All of the seed I hoarded has given birth to these different entities within myself. Failing to produce offspring, I have become my own offspring. These children, my Marias, journey out from me but always return to the wellspring. I go to the party but come home to snuggle into bed for the entire next day, venturing out only for popcorn and a different CD. Or I sit on the side of the tub for two hours with my laptop on my lap, writing a story which takes me into a wonderful world of my own creation.

It is Christmas, and in the background, a chorus sings what to my ears becomes, “Agave Mar-eee-e-e-e-aaaah,” and the beautiful notes convince me, for a short time, that I am the mother of creation, the one Maria that all of Mexico celebrates, tattoos upon their chests, dyes into their T-shirts, puts on decals and bumper stickers, commemorates in stone or plaster or clay or wood in every house. She is the spirit of duality in all women and in all men: flesh and spirit, of this world as well as heaven, of the utilitarian and the creative, human and divine.

All of us are Agave Marias, learning to collect ourselves and pull all sides of ourselves in to ourselves to appreciate them. We are our own mothers as well as our sisters and daughters and friends. Within all of us are these Agave Marias, like sisters absolutely indispensable to each other who are nonetheless competing for our attention.

“Honor them by listening to each,” Mother Maria says to me and suddenly I realize that there are more than two Agave Marias within me. This third motherly Maria seeks to reconcile the others and whispers, “Look deeper. There is always one more. All welcome. All part of life.”

 

The daily prompt was Narcissism. Since I had already written on this topic in April, I chose a slightly different slant on this prompt, concentrating on the different sides of myself in a slightly nacissistic manner. My original Narcissism poem, published in April for NaPoWriMo is HERE.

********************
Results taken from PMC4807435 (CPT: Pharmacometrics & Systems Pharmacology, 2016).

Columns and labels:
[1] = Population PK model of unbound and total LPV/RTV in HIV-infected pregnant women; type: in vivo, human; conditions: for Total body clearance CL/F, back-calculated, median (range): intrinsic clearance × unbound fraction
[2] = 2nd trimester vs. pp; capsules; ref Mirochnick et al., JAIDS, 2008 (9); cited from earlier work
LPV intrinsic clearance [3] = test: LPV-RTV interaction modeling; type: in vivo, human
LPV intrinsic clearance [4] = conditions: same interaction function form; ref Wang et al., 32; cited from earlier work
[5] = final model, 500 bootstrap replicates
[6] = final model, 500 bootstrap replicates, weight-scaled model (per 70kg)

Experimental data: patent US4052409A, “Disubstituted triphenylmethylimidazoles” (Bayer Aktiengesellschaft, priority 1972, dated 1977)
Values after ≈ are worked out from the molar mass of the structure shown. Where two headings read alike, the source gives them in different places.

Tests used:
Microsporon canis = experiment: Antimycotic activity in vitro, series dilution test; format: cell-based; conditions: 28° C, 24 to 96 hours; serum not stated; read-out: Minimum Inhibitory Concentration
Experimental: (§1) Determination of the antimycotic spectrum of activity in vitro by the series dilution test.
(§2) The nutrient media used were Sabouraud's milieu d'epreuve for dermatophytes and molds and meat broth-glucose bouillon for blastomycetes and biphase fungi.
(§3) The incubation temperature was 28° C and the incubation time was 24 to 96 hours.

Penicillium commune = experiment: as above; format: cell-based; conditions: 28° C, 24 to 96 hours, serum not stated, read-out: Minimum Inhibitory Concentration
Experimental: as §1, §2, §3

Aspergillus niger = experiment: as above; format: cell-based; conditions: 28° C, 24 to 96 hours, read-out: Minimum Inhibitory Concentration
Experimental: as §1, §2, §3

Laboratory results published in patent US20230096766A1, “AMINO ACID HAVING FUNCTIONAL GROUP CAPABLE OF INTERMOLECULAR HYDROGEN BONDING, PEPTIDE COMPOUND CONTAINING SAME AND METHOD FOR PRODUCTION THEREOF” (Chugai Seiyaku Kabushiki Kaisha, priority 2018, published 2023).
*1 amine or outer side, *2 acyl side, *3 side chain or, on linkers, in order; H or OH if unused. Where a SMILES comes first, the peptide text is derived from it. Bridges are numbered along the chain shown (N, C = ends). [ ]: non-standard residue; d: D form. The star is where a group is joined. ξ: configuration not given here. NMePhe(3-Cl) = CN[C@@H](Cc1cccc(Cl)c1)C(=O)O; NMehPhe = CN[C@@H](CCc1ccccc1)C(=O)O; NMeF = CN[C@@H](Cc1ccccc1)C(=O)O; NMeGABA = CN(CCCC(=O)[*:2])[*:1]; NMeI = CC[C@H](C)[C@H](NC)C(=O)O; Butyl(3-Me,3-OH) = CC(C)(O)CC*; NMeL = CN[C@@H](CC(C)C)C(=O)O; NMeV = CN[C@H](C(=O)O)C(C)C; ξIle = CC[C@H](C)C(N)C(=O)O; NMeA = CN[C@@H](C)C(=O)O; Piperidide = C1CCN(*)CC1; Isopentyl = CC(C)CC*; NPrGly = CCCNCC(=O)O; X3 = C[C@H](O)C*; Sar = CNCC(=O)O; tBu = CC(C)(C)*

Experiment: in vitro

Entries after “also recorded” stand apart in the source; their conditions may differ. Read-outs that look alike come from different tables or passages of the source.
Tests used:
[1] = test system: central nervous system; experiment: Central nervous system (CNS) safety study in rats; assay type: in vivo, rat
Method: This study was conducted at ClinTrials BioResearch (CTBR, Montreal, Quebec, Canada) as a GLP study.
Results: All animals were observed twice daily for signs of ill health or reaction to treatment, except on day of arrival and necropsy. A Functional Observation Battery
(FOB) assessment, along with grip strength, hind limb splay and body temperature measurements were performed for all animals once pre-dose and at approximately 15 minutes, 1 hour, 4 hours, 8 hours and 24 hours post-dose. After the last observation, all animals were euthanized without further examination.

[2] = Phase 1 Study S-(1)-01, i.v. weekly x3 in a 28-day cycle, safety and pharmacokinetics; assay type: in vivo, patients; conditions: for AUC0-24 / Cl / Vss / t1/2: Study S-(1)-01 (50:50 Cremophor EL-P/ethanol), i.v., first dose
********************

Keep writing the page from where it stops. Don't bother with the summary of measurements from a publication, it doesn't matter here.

12 thoughts on “Agave Marias

  1. rugby843

    Wow, really opening up my vision of you, J. A wonderful life you’ve lived and living. You are proud, I hope, of your accomplishments. Great post and now I feel I know you better.

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    Reply
  2. lifelessons Post author

    I think we are all getting to know each other better through our blogs and learning more about our selves as well. That is why we all keep coming back.

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  3. Eilene Lyon

    I really enjoyed reading this piece. It sounds like you have found a way to reconcile the various aspects of your personality without judgment. It seems you have a wonderful life there in Mexico.
    I have also remained childless. I like how you liken our other creations to being our children.

    Liked by 1 person

    Reply
    1. lifelessons Post author

      Hi Eilene. Thanks for reading and commenting. I think this mixture of extrovert/introvert is more common than you might think–especially in artists and writers. It is just that the percentages shift as we get older for most of us, judging by conversations with my like-aged friends. Home starts looking pretty good!

      Liked by 1 person

      Reply
  4. Pingback: Rainy day Piano! – Nicolas Heartmann